With a few exceptions, all of these DAC/amp combos sound really similar, so if you are concerned about audio quality, most any of these models will work just fine. What differentiates them is the combination of features, ease of use, and price. But really, excluding a few duds, if you prefer any of these designs over our picks, and you need a DAC/amp, that’s fine—they sound pretty much the same.
If you can find a good price and the device meets your needs, any of the following four models would be a safe buy:
Apogee Groove: During our blind tests, the Groove sounded a bit softer in the mids and a tad more coarse in the highs, but still quite good. It offers a lightweight, easy-to-use design plus its own digital volume control. The Groove works with Mac and PC as well as with iOS and Android, but it drains power from mobile devices.
AudioQuest DragonFly Black: The sound of the DragonFly Black was nearly identical to that of the DragonFly Red—which is to say, great. We heard lots of detail and sparkle on the highs, agile lows, and even, spacious sound in the mids. But the DragonFly Black has a medium output level (1.2 volts), so it’s less able to grow with your headphone collection.
FiiO Q1 Mark II: Landing in the middle of the pack, the Q1 Mark II sounded perfectly acceptable to us. It had a little too much low end that made male vocals sound slightly recessed, and it didn’t quite have the sparkle and life in the highs that our top picks exhibited—when we really paid attention and scrutinized the sound.
Sony PHA-1A: The sound quality on the PHA-1A consistently ranked near the top of our lists, but it was ever so slightly more 2D sounding than our top picks, with a bit of midrange coloration. Ultimately, it was the PHA-1A’s larger, heavier build and shorter battery life that nudged this model out of the winner’s circle.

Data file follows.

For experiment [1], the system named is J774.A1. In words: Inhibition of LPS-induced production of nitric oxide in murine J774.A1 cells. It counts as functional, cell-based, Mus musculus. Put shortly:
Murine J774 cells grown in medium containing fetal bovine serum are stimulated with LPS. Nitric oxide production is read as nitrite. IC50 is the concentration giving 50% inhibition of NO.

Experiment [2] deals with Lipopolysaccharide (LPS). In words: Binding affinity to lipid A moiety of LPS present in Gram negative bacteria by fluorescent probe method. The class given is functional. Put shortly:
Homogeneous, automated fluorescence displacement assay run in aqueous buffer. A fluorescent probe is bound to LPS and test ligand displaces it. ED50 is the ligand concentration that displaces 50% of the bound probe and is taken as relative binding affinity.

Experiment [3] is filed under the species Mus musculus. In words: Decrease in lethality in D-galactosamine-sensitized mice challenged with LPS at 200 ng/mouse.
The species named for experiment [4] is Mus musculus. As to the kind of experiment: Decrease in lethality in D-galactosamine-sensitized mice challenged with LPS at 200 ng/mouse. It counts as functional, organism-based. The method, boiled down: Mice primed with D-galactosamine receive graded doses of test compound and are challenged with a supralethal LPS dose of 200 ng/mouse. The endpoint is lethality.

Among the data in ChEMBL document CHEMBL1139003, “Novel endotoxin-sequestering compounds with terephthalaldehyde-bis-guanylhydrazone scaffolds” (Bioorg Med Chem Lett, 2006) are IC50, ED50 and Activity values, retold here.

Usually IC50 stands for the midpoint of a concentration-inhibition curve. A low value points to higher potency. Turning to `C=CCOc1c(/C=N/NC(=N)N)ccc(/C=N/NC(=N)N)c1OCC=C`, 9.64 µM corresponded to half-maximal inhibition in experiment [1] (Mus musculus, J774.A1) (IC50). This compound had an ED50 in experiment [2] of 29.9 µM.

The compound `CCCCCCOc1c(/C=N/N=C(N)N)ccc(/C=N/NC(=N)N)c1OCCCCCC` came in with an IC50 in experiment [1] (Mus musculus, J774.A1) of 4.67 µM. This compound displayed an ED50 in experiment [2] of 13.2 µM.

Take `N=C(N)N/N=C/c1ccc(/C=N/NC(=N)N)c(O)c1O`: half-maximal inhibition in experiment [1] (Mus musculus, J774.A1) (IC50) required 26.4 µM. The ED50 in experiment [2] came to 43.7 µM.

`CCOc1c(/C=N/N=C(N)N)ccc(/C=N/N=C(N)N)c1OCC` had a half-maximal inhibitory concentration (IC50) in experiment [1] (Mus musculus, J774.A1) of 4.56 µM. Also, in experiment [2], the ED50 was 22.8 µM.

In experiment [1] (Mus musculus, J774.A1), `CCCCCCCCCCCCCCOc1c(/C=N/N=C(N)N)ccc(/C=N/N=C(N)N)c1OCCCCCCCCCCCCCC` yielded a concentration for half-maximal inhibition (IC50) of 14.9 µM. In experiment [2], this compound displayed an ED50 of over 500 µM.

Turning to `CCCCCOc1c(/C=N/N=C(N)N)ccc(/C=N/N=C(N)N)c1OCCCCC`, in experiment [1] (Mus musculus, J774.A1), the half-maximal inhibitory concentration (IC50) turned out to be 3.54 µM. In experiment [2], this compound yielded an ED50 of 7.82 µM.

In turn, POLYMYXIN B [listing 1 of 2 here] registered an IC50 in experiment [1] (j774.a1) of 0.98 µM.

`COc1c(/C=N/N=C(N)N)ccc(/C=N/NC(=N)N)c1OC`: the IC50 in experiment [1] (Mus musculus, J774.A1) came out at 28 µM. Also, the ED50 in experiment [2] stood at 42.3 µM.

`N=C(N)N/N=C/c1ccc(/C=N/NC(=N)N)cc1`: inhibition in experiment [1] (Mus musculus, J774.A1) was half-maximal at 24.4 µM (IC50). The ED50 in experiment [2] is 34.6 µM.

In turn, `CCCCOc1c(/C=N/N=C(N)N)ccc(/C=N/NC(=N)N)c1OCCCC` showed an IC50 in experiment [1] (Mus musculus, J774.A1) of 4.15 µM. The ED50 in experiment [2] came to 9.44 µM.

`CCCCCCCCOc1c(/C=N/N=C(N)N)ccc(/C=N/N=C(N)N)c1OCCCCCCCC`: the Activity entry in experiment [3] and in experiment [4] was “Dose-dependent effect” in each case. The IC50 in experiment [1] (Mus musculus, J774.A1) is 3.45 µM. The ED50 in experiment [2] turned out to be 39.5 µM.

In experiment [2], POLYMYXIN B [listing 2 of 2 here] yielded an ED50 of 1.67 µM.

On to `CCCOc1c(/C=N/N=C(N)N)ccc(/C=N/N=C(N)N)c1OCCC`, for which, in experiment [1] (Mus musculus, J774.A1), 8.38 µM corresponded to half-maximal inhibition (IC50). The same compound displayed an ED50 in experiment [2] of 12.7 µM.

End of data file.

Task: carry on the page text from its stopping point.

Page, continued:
We also encountered a few DAC/amps that our panelists didn’t like, and we recommend skipping them, even if they’re available at a discount:
Creative Sound Blaster E5: This model consistently ended up toward the bottom of our panel’s blind-test rankings. While the overall sound wasn’t objectionable, our panelists liked most everything else we heard better. Brent described the sound as “somewhat dull, crude, and edgy when compared to the others,” and John and Lauren agreed. Lauren also found it to have lower-end bloat and a more 2D sound quality than most of the other DACs.
FiiO i1: Since the i1 was made for Lightning iOS devices, our panel blind-tested this model against Apple devices. Surprisingly, the MacBook Pro and iPad Mini, through their built-in headphone jacks, and the iPhone 7, through the included headphone dongle, sounded nearly identical with the volume matched. We were able to hear a distinct difference between the i1 and the Apple devices, but our panel felt it was a lateral move: The i1 definitely sounded flatter, both in the frequency-response sense and in the spatial sense. The Apple devices were slightly more boosted in the lows and highs, but that made them sound more 3D. We all agreed that the i1 changed the sound, but we didn’t think that change improved the sound.
JDS Labs C5D: The C5D truly surprised—and disappointed—our panel. JDS has a fantastic reputation, but the C5D was noticeably muddier, bassier, blurrier, boomier, and noisier than any of the other DAC/amps we tested, even though we tested it with its tone switch set to the neutral position. It’s the only model that our blind panel singled out as actively disliking.
Let's block ads! (Why?)